Extreme melt on Antarctica’s George VI Ice Shelf

Ice shelf experienced record melting during the 2019-2020 summer season

George VI Ice Shelf

Meltwater lakes on Antarctica’s George VI Ice Shelf in January 2020

Antarctica’s northern George VI Ice Shelf experienced record melting during the 2019-2020 summer season compared with 31 previous summers of dramatically lower melt, a University of Colorado Boulder-led study found. The extreme melt coincided with record-setting stretches when local surface air temperatures were at or above the freezing point.

“During the 2019-2020 austral [Southern Hemisphere] summer, we observed the most widespread melt and greatest total number of melt days of any season for the northern George VI Ice Shelf,” said research scientist Alison Banwell, lead author of a U.S. National Science Foundation-funded study published in The Cryosphere.

Banwell and her colleagues studied the 2019-2020 melt season on the northern George VI Ice Shelf using satellite observations that can detect meltwater on top of the ice and within the near-surface snow.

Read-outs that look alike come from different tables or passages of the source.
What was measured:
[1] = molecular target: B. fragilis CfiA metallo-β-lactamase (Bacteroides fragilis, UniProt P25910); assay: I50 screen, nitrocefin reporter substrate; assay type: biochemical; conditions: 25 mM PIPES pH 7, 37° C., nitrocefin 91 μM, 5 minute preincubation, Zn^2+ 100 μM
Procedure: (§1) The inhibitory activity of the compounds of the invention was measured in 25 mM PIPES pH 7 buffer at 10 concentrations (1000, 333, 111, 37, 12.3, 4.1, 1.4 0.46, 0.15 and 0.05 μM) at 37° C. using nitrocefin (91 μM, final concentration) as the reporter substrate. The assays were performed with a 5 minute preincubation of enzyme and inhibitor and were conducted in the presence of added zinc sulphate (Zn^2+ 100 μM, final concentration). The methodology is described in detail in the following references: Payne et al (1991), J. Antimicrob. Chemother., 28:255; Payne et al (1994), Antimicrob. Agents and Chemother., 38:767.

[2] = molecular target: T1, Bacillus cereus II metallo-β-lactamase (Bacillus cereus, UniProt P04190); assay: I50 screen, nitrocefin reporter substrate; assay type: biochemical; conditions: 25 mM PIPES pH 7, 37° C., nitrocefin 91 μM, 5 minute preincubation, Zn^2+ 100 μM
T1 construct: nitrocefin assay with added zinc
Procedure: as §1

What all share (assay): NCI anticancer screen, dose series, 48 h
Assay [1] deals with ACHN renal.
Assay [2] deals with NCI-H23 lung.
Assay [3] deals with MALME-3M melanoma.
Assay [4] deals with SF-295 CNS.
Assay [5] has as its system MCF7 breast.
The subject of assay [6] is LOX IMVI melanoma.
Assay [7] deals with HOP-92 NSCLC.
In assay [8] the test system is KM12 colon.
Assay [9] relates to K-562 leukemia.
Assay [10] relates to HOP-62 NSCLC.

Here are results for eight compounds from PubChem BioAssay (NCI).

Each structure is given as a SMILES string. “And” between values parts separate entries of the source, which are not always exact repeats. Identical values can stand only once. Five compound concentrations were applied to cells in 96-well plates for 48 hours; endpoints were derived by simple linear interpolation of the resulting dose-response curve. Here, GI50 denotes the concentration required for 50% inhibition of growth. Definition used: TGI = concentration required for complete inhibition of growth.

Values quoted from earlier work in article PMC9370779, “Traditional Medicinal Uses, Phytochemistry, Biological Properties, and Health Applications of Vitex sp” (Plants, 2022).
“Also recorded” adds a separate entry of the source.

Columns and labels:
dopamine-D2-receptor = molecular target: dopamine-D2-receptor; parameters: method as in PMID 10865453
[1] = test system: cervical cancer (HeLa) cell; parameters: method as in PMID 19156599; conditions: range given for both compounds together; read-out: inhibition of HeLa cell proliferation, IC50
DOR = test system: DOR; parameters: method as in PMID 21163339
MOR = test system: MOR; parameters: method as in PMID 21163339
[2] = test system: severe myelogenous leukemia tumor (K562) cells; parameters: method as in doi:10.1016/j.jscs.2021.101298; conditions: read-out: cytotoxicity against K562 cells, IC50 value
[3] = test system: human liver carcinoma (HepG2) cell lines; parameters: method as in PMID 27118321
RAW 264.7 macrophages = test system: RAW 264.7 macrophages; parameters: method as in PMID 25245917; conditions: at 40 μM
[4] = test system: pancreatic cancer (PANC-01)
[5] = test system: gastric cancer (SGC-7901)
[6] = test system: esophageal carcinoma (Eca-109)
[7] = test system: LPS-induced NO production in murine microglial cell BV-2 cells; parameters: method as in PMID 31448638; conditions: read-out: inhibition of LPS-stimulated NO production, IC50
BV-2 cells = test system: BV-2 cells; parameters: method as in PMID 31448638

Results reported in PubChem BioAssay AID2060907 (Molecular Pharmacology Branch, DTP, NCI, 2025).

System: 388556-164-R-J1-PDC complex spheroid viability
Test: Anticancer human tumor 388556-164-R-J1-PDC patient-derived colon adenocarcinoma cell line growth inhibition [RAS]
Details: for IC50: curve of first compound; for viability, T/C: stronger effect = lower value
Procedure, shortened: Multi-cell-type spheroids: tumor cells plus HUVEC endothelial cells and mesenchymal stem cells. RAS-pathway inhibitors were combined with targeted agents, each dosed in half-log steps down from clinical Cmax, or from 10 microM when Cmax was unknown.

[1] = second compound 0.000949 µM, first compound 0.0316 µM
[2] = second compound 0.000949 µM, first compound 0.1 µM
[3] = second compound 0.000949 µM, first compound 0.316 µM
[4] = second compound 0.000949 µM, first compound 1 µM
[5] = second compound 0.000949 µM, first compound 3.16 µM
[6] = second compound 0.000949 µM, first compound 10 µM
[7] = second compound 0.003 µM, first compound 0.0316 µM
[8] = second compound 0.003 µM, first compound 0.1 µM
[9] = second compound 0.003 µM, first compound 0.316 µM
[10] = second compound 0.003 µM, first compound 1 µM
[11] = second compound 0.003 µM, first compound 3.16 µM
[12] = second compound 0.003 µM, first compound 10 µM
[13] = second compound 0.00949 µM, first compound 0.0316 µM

Surface meltwater ponding is potentially dangerous to ice shelves, according to Banwell, because when these lakes drain, the ice fractures and may trigger the break-up of ice-shelves. “The George VI Ice Shelf buttresses the largest volume of upstream grounded ice of any Antarctic Peninsula ice shelf. If this ice shelf breaks up, ice that rests on land would flow more quickly into the ocean and contribute more to sea level rise than any other ice shelf on the Peninsula.”

The 2019-2020 melt season was the longest for the northern George VI Ice Shelf — the second largest ice shelf on the Antarctic Peninsula — but it wasn’t the longest melt season over the entire peninsula; that was 1992-1993. As air temperatures continue to warm, increased melting on the northern George VI Ice Shelf and other Antarctic ice shelves may lead to ice shelf break-up events and ultimately sea level rise.

“The Peninsula ice shelves are sentinels for the shelves around the rest of Antarctica,” says Paul Cutler, a program director in NSF’s Office of Polar Programs. “Understanding the impact of surface melt on ice shelf vulnerability — an impact that is happening right now — helps us more accurately project the future influence of climate on sea level rise.”

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